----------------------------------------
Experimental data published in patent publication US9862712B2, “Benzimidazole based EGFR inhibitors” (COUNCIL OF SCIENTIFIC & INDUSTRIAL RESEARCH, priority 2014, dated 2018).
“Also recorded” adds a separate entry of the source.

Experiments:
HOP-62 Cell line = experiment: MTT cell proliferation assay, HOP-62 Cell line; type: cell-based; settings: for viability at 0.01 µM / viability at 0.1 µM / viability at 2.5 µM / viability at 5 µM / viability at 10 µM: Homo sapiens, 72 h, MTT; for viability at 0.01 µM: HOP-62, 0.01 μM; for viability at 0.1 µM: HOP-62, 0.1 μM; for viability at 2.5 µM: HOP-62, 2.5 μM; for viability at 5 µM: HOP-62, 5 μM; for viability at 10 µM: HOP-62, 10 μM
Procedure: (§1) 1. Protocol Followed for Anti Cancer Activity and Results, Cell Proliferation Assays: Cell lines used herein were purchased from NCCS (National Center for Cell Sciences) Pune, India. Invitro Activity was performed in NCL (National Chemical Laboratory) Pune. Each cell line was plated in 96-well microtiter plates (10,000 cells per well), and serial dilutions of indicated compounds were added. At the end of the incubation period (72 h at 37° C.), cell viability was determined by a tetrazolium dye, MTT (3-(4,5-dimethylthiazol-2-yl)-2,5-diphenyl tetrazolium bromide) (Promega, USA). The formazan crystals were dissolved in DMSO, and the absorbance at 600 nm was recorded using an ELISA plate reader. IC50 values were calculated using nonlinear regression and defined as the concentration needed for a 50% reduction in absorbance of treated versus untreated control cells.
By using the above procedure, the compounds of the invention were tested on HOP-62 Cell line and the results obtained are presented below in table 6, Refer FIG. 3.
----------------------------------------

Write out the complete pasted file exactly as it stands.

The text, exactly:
Experimental data published in patent publication US9862712B2, “Benzimidazole based EGFR inhibitors” (COUNCIL OF SCIENTIFIC & INDUSTRIAL RESEARCH, priority 2014, dated 2018).
“Also recorded” adds a separate entry of the source.

Experiments:
HOP-62 Cell line = experiment: MTT cell proliferation assay, HOP-62 Cell line; type: cell-based; settings: for viability at 0.01 µM / viability at 0.1 µM / viability at 2.5 µM / viability at 5 µM / viability at 10 µM: Homo sapiens, 72 h, MTT; for viability at 0.01 µM: HOP-62, 0.01 μM; for viability at 0.1 µM: HOP-62, 0.1 μM; for viability at 2.5 µM: HOP-62, 2.5 μM; for viability at 5 µM: HOP-62, 5 μM; for viability at 10 µM: HOP-62, 10 μM
Procedure: (§1) 1. Protocol Followed for Anti Cancer Activity and Results, Cell Proliferation Assays: Cell lines used herein were purchased from NCCS (National Center for Cell Sciences) Pune, India. Invitro Activity was performed in NCL (National Chemical Laboratory) Pune. Each cell line was plated in 96-well microtiter plates (10,000 cells per well), and serial dilutions of indicated compounds were added. At the end of the incubation period (72 h at 37° C.), cell viability was determined by a tetrazolium dye, MTT (3-(4,5-dimethylthiazol-2-yl)-2,5-diphenyl tetrazolium bromide) (Promega, USA). The formazan crystals were dissolved in DMSO, and the absorbance at 600 nm was recorded using an ELISA plate reader. IC50 values were calculated using nonlinear regression and defined as the concentration needed for a 50% reduction in absorbance of treated versus untreated control cells.
By using the above procedure, the compounds of the invention were tested on HOP-62 Cell line and the results obtained are presented below in table 6, Refer FIG. 3.